Towards the end of our Thailand excursion, we flew to Chiang Mai, a northern city that is situated in the mountains. It was the part of the trip I was most looking forward to and turned out to be the city (next to Bangkok) that I would be most interested in revisiting to explore further.
Our second destination in Chiang Mai (after the Orchid Farm and lunch) was the Queen Sirikit Botanic Garden. Unfortunately, we were allotted a paltry 40 minutes to explore the gardens and greenhouses of this expansive botanical attraction. Note to media tour operators: garden writers require ample time to explore botanical gardens! Imagine a time frame and then double it. No, triple it. Actually, just give us the entire day.
The race was on to see as much as possible before being called back onto the bus. Because time was precious, I chose to focus on a few of the greenhouses and forgo the outdoor gardens. Before heading into the first greenhouse I took in a field of large bowl ponds. Each pond housed a different tropical water lily, in an astonishing array of leaf and flower shapes, sizes, and colours. I had no idea there were so many different types!
Nymphaea ‘Chalong Kwan’
Oh dear. I really have been remiss in providing updates and photos of the garden in its first year. The last photo I posted was on June 29. We were headed to Denver and I wanted a record of it before I left. Until that time June was still a bit wet and sometimes cold. A heatwave struck while we were gone and the garden really took off from there.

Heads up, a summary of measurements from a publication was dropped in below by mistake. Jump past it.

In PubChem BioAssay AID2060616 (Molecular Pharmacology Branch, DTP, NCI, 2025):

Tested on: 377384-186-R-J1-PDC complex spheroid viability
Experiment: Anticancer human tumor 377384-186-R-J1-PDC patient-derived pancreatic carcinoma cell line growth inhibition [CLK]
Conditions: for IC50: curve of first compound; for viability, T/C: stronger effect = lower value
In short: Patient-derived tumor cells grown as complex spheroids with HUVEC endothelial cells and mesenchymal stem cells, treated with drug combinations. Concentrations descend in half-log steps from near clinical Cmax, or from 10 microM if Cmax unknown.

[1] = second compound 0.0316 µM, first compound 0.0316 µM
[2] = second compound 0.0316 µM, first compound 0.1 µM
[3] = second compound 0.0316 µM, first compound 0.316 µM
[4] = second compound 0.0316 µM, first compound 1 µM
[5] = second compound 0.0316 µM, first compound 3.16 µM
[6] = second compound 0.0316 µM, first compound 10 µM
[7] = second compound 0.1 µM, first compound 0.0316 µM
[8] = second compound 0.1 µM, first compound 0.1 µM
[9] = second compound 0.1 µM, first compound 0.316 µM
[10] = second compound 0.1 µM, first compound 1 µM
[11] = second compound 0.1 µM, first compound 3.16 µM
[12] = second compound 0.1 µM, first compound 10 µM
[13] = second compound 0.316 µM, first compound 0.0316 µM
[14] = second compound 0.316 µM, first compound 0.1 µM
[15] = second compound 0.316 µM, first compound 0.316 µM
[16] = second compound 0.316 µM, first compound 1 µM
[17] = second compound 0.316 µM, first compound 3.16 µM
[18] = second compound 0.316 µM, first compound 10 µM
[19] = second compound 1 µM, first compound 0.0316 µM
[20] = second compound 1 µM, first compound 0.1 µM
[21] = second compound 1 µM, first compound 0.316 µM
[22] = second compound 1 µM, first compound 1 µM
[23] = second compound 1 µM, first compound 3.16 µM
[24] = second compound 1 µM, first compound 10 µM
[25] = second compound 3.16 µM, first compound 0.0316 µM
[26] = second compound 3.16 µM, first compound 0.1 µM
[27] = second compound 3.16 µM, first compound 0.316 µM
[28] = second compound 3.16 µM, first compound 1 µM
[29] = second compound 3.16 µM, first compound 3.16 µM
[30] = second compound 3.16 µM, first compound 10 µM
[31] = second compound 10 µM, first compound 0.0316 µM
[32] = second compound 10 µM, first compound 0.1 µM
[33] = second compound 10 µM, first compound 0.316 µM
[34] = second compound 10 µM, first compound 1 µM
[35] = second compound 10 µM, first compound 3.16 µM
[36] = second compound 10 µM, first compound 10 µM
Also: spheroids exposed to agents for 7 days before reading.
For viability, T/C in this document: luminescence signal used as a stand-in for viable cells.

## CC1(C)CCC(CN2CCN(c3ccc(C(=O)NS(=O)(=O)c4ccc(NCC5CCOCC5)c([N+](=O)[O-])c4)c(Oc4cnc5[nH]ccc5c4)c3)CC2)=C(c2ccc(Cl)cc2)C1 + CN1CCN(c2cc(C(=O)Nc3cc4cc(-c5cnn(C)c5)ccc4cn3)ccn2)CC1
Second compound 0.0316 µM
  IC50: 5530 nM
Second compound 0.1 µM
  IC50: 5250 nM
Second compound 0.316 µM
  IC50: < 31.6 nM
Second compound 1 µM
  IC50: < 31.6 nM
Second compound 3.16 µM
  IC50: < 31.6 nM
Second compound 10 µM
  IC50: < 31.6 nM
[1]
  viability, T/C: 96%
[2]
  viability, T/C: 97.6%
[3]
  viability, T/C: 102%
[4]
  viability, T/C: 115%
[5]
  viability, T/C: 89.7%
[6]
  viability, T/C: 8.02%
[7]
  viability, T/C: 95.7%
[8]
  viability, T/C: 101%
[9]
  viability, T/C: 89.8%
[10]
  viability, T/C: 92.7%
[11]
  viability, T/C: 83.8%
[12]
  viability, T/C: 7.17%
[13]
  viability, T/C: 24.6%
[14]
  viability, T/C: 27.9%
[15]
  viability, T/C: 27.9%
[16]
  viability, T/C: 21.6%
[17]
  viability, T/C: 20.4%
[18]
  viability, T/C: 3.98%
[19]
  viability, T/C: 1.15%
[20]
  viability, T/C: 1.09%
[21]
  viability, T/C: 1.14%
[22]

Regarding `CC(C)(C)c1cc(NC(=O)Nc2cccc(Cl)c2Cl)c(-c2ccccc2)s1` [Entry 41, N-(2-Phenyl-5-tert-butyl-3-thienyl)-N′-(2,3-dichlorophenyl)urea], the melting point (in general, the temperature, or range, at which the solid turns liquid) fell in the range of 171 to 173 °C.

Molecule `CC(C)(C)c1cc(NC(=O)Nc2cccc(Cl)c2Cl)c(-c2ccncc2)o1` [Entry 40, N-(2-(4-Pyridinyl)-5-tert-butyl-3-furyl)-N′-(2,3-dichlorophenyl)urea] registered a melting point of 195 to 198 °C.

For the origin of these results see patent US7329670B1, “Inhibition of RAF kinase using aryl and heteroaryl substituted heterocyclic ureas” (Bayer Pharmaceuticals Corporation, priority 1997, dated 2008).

Today, as I was going through folders of photos I took through the spring and summer months, I came upon this cheap and cheerful water feature my friend Barry devised for his garden. It looked so classy, yet was unbearably simple and didn’t cost a thing.
All he did was take three terracotta saucers of varying sizes and stack them into one another. He set overturned plastic saucers underneath the top two layers to give them height. Brilliant!
The water feature did encourage a lot of wasps to a warm and dry part of the garden, which may not be your thing, but it turned out to be a simple and stylish way to encourage and keep these beneficials doing their work in the garden. No one has ever been stung.
I’m putting together a larger post that will go up later today, but here’s a preview of the lotus I saw at the Montreal Botanical Gardens back in August.